Coal exit compromise brings uncertainty for Germany’s most modern coal plant
Frankfurter Allgemeine Sonntagszeitung
The German coal commission’s agreement to gradually phase out coal power has left investors and operators in the dark over the future of country’s most modern hard coal plant, Reiner Burger reports for the Frankfurter Allgemeine Sonntagszeitung. Uniper’s Datteln 4 plant, which cost 1.5 billion euros and is considered as efficient and flexible as a gas-fired power plant, is scheduled to begin operating by mid-2020. The commission’s final report says “agreements” should be reached for coal plants that have already been built but are not yet operational; Datteln 4 is the only plant in the country that fits the description. “Datteln 4 should be the last plant in Germany to shut down. This would be best for grid stability and the environment,” Uniper manager Aris Blankenspoor said.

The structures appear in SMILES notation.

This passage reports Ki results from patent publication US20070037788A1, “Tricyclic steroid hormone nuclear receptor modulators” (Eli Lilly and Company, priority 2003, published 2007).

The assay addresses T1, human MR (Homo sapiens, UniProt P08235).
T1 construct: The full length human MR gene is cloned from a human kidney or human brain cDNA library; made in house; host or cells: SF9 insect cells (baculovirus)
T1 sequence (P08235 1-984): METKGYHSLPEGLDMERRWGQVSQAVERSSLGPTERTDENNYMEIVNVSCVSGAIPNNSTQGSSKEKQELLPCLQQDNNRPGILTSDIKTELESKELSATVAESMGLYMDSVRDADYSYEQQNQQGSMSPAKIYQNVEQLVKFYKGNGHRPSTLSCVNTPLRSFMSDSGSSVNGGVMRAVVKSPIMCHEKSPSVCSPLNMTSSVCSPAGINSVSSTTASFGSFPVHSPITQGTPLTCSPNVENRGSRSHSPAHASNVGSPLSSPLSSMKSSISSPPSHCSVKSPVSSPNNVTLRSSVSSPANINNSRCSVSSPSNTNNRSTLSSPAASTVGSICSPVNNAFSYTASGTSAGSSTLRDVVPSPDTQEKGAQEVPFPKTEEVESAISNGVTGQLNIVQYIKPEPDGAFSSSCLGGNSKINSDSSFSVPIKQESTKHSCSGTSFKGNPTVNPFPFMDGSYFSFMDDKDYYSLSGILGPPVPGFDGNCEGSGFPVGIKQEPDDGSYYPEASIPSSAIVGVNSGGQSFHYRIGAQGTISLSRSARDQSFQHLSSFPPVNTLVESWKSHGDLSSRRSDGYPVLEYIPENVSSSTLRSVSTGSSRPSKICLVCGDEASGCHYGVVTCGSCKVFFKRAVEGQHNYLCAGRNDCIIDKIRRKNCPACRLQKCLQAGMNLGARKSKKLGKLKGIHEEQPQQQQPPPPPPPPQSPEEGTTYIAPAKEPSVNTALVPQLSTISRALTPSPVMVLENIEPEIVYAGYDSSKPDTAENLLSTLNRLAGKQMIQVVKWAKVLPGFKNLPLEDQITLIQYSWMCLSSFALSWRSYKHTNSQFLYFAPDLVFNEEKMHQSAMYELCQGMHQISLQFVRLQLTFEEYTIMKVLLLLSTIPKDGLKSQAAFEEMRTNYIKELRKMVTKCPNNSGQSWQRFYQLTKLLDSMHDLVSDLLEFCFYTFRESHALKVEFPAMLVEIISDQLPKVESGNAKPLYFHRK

According to media reports, the coal exit is to initially focus on western Germany, where Datteln 4 is located, while older and more carbon-intensive plants in eastern Germany could be left running much longer to avoid severe disruption in the economically weaker regions. According to the commission’s report, operators should receive compensation for lost earnings if their plants are mothballed.